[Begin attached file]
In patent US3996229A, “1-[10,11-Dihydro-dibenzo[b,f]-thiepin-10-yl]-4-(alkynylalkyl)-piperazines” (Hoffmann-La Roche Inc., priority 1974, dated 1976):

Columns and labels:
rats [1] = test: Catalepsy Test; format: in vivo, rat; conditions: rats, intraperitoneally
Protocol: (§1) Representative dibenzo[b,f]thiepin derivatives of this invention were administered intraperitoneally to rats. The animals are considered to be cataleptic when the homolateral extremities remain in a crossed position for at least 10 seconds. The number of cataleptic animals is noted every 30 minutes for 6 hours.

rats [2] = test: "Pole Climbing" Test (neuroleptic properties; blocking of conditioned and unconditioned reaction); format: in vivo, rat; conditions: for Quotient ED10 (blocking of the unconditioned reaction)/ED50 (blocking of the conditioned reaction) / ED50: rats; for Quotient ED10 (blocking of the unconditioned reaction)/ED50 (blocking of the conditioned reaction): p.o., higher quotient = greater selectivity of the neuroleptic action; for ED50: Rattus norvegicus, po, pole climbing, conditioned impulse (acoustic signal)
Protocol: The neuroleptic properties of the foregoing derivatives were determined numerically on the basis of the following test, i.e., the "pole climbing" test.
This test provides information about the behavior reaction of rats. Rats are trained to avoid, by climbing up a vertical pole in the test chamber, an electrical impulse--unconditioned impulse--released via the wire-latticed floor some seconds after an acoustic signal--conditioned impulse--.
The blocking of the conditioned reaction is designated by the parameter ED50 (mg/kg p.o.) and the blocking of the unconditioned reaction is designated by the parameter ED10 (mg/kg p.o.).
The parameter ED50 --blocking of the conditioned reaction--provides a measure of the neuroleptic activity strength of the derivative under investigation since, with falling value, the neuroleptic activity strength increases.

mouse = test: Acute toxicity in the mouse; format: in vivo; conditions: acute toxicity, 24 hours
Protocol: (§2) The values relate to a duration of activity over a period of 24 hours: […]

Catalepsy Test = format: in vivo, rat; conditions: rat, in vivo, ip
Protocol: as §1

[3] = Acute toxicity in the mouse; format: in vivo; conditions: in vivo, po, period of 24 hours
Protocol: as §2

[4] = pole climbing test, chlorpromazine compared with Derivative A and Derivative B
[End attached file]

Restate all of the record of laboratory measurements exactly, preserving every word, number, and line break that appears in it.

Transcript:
In patent US3996229A, “1-[10,11-Dihydro-dibenzo[b,f]-thiepin-10-yl]-4-(alkynylalkyl)-piperazines” (Hoffmann-La Roche Inc., priority 1974, dated 1976):

Columns and labels:
rats [1] = test: Catalepsy Test; format: in vivo, rat; conditions: rats, intraperitoneally
Protocol: (§1) Representative dibenzo[b,f]thiepin derivatives of this invention were administered intraperitoneally to rats. The animals are considered to be cataleptic when the homolateral extremities remain in a crossed position for at least 10 seconds. The number of cataleptic animals is noted every 30 minutes for 6 hours.

rats [2] = test: "Pole Climbing" Test (neuroleptic properties; blocking of conditioned and unconditioned reaction); format: in vivo, rat; conditions: for Quotient ED10 (blocking of the unconditioned reaction)/ED50 (blocking of the conditioned reaction) / ED50: rats; for Quotient ED10 (blocking of the unconditioned reaction)/ED50 (blocking of the conditioned reaction): p.o., higher quotient = greater selectivity of the neuroleptic action; for ED50: Rattus norvegicus, po, pole climbing, conditioned impulse (acoustic signal)
Protocol: The neuroleptic properties of the foregoing derivatives were determined numerically on the basis of the following test, i.e., the "pole climbing" test.
This test provides information about the behavior reaction of rats. Rats are trained to avoid, by climbing up a vertical pole in the test chamber, an electrical impulse--unconditioned impulse--released via the wire-latticed floor some seconds after an acoustic signal--conditioned impulse--.
The blocking of the conditioned reaction is designated by the parameter ED50 (mg/kg p.o.) and the blocking of the unconditioned reaction is designated by the parameter ED10 (mg/kg p.o.).
The parameter ED50 --blocking of the conditioned reaction--provides a measure of the neuroleptic activity strength of the derivative under investigation since, with falling value, the neuroleptic activity strength increases.

mouse = test: Acute toxicity in the mouse; format: in vivo; conditions: acute toxicity, 24 hours
Protocol: (§2) The values relate to a duration of activity over a period of 24 hours: […]

Catalepsy Test = format: in vivo, rat; conditions: rat, in vivo, ip
Protocol: as §1

[3] = Acute toxicity in the mouse; format: in vivo; conditions: in vivo, po, period of 24 hours
Protocol: as §2

[4] = pole climbing test, chlorpromazine compared with Derivative A and Derivative B